Background: The REACH-HF (Rehabilitation EnAblement in CHronic Heart Failure) trial found that the REACH-HF home-based cardiac rehabilitation intervention resulted in a clinically meaningful improvement in disease-specific health-related quality of life in patients with reduced ejection fraction heart failure (HFrEF). The aims of this study were to assess the long-term cost-effectiveness of the addition of REACH-HF intervention or home-based cardiac rehabilitation to usual care compared with usual care alone in patients with HFrEF.
Design and methods: A Markov model was developed using a patient lifetime horizon and integrating evidence from the REACH-HF trial, a systematic review/meta-analysis of randomised trials, estimates of mortality and hospital admission and UK costs at 2015/2016 prices. Taking a UK National Health and Personal Social Services perspective we report the incremental cost per quality-adjusted life-year (QALY) gained, assessing uncertainty using probabilistic and deterministic sensitivity analyses.
Results: In base case analysis, the REACH-HF intervention was associated with per patient mean QALY gain of 0.23 and an increased mean cost of £400 compared with usual care, resulting in a cost per QALY gained of £1720. Probabilistic sensitivity analysis indicated a 78% probability that REACH-HF is cost effective versus usual care at a threshold of £20,000 per QALY gained. Results were similar for home-based cardiac rehabilitation versus usual care. Sensitivity analyses indicate the findings to be robust to changes in model assumptions and parameters.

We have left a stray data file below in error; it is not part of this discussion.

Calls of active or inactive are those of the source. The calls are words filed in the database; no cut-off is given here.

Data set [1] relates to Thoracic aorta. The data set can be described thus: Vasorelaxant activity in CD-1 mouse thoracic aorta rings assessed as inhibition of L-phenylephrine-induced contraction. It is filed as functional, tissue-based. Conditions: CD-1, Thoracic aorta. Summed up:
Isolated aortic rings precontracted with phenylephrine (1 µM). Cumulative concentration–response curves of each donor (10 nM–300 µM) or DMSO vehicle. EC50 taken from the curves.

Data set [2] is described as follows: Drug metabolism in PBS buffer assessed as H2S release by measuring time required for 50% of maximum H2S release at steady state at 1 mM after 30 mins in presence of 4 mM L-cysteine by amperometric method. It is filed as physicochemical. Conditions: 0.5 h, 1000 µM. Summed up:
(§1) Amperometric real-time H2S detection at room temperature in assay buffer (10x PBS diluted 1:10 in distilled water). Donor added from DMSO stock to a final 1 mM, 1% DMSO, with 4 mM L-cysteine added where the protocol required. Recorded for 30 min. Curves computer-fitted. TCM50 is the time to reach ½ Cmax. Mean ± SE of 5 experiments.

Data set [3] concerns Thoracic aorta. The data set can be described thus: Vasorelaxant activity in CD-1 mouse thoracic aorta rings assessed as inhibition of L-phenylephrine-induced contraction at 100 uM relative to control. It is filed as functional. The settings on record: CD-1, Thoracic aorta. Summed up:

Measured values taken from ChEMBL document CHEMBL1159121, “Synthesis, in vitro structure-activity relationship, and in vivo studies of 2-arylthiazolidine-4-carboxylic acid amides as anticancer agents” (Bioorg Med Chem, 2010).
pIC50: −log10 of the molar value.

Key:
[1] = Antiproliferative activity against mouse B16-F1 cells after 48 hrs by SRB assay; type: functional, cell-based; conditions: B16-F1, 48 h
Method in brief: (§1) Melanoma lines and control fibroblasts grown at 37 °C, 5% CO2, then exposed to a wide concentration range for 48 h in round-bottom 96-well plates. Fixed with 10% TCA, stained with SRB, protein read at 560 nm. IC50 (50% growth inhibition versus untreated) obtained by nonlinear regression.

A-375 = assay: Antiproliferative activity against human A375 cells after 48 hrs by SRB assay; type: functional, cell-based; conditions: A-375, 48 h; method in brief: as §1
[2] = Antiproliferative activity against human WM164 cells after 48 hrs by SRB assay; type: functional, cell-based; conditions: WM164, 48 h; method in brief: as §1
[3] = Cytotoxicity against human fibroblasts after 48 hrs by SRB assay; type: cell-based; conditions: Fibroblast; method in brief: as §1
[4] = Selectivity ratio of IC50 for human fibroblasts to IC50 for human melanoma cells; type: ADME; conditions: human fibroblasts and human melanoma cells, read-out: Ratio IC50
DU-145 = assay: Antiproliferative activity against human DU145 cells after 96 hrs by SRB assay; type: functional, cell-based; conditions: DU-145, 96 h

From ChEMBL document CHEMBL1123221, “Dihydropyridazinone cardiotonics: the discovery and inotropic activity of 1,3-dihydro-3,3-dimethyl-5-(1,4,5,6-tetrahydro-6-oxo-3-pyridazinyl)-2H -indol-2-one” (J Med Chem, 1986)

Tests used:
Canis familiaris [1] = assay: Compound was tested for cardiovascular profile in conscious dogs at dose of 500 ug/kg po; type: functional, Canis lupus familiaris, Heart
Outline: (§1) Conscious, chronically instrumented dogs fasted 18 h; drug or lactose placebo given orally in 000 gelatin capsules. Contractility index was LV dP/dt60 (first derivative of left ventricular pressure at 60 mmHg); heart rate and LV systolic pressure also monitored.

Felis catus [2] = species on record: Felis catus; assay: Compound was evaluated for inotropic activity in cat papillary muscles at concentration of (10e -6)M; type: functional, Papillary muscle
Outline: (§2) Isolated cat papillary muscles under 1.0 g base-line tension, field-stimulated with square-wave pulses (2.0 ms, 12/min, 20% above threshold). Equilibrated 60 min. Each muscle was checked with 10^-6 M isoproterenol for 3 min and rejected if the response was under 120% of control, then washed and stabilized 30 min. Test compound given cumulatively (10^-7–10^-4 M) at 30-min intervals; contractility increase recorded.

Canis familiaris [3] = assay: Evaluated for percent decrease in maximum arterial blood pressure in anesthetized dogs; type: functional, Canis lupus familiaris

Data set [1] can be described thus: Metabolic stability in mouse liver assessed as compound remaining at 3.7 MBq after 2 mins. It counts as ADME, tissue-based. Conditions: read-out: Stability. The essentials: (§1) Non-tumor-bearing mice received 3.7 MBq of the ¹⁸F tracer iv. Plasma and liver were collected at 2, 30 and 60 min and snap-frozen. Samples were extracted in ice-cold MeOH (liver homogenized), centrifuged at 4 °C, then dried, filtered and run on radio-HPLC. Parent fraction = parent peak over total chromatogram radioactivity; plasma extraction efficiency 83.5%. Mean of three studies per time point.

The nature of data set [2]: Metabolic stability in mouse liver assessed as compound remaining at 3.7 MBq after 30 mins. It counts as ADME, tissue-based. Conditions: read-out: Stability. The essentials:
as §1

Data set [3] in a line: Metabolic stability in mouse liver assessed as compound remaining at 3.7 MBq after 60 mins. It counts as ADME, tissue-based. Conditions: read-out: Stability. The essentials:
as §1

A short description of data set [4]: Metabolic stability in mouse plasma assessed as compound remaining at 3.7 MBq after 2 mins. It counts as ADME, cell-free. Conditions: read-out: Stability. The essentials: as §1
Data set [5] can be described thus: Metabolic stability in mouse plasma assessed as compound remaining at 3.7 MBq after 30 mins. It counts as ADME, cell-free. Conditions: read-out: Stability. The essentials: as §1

Conclusions: Our cost-utility analyses indicate that the addition of the REACH-HF intervention and home-based cardiac rehabilitation programmes are likely to be cost-effective treatment options versus usual care alone in patients with HFrEF.
- Cardiac rehabilitation
- decision model
- health-related quality of life
- heart failure